by eila in Accessibility, Development and Zoning, Neighborhoods and Squares, Pedestrians, Public Health & Safety, Seniors, Traffic & Parking, Transportation, Transportation Projects, Union Square, Ward 2, Ward 3
Posted on August 7, 2010 at 2:08 pm
Last Modified on August 14, 2010 at 10:40 pm
Considering how the Somerville Avenue Reconstruction Project has been implemented between May 2007 and now, it’s amazing how muffled the outcry has been from businesses and pedestrians along this route.
On April 23, 2007, the mayor held a public meeting at the Somerville High School to roll out the Somerville Avenue Street Reconstruction Project.
When folks asked, “How will pedestrian access be maintained throughout the Project?,” mayor Curtatone said to the crowd: “Pedestrian access is among my highest priorities.”
The City’s stated minimum requirements included maintaining pedestrian access (page 13 of 97078 Presentation 4-23-07.pdf). Responsible parties collaborating on these efforts were named as: City of Somerville, Somerville Ave. Advisory Committee, MA Highway Department, P. Gioioso and Sons, Inc. and Design Consultants, Inc.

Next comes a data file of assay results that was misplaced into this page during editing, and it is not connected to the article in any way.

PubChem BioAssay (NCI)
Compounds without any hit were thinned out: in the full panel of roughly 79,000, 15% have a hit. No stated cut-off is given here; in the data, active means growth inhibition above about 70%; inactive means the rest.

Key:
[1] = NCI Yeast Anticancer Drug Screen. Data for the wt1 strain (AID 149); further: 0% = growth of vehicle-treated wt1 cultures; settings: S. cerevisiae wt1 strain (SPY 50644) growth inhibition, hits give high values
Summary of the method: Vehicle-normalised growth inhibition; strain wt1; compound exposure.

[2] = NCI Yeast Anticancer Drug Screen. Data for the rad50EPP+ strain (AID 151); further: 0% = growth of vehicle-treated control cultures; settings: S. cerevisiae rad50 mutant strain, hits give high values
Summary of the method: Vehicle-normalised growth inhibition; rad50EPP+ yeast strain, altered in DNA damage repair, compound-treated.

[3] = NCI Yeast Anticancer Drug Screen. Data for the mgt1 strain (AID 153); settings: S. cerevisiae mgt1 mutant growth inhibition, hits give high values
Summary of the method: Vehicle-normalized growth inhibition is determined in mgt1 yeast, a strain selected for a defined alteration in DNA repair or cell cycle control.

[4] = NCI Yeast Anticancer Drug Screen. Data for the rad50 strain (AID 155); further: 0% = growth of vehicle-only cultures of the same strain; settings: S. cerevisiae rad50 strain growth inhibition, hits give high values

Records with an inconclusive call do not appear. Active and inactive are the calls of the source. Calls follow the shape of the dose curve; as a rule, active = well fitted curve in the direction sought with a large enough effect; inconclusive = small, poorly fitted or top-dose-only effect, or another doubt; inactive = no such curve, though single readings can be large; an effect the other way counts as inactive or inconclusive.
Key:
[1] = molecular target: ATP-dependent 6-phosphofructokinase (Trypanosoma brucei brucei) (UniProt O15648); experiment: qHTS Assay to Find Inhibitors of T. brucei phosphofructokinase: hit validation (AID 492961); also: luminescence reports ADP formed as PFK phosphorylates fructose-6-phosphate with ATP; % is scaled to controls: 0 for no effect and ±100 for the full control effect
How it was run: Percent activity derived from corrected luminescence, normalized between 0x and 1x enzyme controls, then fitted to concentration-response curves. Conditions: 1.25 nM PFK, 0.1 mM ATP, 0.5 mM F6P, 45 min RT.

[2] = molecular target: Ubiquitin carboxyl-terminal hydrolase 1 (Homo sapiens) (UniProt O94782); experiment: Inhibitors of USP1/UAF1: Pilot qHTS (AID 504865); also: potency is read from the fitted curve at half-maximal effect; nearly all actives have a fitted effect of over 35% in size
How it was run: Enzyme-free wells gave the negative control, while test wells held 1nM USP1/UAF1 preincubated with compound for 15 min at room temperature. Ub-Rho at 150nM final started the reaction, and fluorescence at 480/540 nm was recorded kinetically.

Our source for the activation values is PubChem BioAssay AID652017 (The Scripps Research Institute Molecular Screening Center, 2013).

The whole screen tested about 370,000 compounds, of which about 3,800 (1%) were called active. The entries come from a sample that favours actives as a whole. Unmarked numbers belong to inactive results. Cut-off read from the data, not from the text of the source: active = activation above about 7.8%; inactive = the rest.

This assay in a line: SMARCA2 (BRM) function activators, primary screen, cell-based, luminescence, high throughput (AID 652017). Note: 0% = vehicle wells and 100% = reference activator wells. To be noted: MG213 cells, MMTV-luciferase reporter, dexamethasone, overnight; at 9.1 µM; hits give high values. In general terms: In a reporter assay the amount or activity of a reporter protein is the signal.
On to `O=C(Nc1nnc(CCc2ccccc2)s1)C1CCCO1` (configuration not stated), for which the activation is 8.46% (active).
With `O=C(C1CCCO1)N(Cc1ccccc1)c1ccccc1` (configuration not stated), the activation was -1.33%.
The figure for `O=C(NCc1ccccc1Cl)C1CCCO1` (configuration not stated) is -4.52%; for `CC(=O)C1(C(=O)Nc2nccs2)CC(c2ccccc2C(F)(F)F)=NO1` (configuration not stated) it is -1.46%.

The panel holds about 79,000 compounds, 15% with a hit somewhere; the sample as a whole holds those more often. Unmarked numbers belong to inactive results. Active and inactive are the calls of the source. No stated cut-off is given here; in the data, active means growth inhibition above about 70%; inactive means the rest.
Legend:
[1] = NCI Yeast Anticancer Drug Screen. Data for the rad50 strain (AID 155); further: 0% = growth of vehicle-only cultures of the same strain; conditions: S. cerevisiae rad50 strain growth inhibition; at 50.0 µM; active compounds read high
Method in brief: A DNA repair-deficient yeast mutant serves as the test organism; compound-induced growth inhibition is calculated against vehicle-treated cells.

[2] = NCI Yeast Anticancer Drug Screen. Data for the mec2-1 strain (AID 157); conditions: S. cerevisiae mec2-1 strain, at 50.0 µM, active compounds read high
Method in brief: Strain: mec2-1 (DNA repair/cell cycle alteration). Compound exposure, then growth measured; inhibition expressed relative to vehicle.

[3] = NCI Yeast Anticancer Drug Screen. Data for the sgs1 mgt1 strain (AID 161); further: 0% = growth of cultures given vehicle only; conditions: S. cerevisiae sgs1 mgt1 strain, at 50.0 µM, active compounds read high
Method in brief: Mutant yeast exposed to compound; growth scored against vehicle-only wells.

“Somerville Avenue is not only a major artery for the city but also the gateway to the entire Union Square development district,” said Curtatone, in an earlier press release.
Here’s that gateway, weekend of August 6 – 8, 2010:
here’s that gateway, a week earlier:
here’s that Gateway in Summer, 2009:
In 2008, the city’s designated ADA Coordinator responded to 18 complaints regarding lack of pedestrian safety and access along Somerville Ave during construction as follows (12/29/08 communication to State):
“The City of Somerville has worked very closely with Mass Highway to ensure that access along Somerville Avenue has been maintained… The next phase is scheduled for the spring  beginning with full sidewalk reconstruction which will elevate all of these issues…”
State regulations (521 CMR 3.10) require that a temporary accessible route always be provided around construction sites. Federal regulations state the same requirement.
Three years after the Somerville Avenue Reconstruction Project began, Union Square businesses are still hindered by lack of thoughtful pedestrian planning during construction; and Union Square residents, visitors and workers are still unable to walk these streets with confidence and comfort.